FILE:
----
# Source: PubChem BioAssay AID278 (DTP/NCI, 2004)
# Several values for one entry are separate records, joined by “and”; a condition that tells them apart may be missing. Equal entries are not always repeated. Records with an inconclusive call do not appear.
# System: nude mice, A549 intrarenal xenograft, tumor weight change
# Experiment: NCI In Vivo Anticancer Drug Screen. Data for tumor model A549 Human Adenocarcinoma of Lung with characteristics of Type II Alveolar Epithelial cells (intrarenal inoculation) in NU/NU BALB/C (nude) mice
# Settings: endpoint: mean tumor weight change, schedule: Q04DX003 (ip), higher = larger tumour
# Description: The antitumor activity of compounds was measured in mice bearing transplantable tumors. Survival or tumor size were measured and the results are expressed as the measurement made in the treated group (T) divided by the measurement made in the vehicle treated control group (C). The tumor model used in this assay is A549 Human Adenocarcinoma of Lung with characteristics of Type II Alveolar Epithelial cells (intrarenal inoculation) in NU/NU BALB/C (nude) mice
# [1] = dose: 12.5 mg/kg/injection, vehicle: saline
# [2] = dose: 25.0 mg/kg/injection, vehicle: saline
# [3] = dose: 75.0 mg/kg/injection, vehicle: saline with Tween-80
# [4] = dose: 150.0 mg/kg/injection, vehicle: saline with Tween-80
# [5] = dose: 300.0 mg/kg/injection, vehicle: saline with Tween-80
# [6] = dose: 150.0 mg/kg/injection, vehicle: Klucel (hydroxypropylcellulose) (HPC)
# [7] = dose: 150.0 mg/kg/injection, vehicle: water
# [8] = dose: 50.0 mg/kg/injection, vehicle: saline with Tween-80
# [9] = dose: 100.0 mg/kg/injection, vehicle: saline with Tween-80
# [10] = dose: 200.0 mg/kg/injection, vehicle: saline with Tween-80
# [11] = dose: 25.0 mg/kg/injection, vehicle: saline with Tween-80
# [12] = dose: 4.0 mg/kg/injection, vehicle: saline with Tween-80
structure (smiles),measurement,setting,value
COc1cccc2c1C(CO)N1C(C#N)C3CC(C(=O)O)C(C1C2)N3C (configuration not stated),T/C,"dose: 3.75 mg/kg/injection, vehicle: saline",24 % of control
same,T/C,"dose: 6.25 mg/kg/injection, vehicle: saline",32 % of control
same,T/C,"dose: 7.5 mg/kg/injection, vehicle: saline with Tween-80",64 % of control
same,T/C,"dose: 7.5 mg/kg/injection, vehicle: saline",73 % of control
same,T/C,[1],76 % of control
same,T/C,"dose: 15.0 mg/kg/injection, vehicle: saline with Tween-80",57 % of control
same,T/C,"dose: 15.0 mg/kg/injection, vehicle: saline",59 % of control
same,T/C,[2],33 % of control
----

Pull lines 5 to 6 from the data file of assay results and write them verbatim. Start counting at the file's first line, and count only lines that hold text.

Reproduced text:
# Settings: endpoint: mean tumor weight change, schedule: Q04DX003 (ip), higher = larger tumour
# Description: The antitumor activity of compounds was measured in mice bearing transplantable tumors. Survival or tumor size were measured and the results are expressed as the measurement made in the treated group (T) divided by the measurement made in the vehicle treated control group (C). The tumor model used in this assay is A549 Human Adenocarcinoma of Lung with characteristics of Type II Alveolar Epithelial cells (intrarenal inoculation) in NU/NU BALB/C (nude) mice